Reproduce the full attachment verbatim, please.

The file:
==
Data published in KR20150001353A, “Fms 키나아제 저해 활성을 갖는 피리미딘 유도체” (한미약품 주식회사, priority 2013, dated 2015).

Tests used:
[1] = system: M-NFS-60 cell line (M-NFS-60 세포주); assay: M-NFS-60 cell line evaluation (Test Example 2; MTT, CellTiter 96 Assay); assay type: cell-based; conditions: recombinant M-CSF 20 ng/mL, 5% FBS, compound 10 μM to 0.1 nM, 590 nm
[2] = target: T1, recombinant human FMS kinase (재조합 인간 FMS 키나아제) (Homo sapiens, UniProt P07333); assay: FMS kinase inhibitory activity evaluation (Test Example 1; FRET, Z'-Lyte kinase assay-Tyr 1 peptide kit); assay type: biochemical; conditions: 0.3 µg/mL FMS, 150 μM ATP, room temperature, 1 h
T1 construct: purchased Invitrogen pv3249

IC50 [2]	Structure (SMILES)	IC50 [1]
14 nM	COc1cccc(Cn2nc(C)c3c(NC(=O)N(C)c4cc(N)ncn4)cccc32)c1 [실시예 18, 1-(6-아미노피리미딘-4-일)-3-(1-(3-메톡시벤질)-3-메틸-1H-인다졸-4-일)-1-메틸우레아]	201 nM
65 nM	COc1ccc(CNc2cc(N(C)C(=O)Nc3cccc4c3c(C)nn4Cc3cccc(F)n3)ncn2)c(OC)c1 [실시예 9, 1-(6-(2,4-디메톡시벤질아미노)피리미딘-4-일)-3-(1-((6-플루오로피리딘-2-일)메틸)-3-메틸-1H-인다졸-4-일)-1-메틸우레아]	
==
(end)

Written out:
Data published in KR20150001353A, “Fms 키나아제 저해 활성을 갖는 피리미딘 유도체” (한미약품 주식회사, priority 2013, dated 2015).

Tests used:
[1] = system: M-NFS-60 cell line (M-NFS-60 세포주); assay: M-NFS-60 cell line evaluation (Test Example 2; MTT, CellTiter 96 Assay); assay type: cell-based; conditions: recombinant M-CSF 20 ng/mL, 5% FBS, compound 10 μM to 0.1 nM, 590 nm
[2] = target: T1, recombinant human FMS kinase (재조합 인간 FMS 키나아제) (Homo sapiens, UniProt P07333); assay: FMS kinase inhibitory activity evaluation (Test Example 1; FRET, Z'-Lyte kinase assay-Tyr 1 peptide kit); assay type: biochemical; conditions: 0.3 µg/mL FMS, 150 μM ATP, room temperature, 1 h
T1 construct: purchased Invitrogen pv3249

IC50 [2]	Structure (SMILES)	IC50 [1]
14 nM	COc1cccc(Cn2nc(C)c3c(NC(=O)N(C)c4cc(N)ncn4)cccc32)c1 [실시예 18, 1-(6-아미노피리미딘-4-일)-3-(1-(3-메톡시벤질)-3-메틸-1H-인다졸-4-일)-1-메틸우레아]	201 nM
65 nM	COc1ccc(CNc2cc(N(C)C(=O)Nc3cccc4c3c(C)nn4Cc3cccc(F)n3)ncn2)c(OC)c1 [실시예 9, 1-(6-(2,4-디메톡시벤질아미노)피리미딘-4-일)-3-(1-((6-플루오로피리딘-2-일)메틸)-3-메틸-1H-인다졸-4-일)-1-메틸우레아]	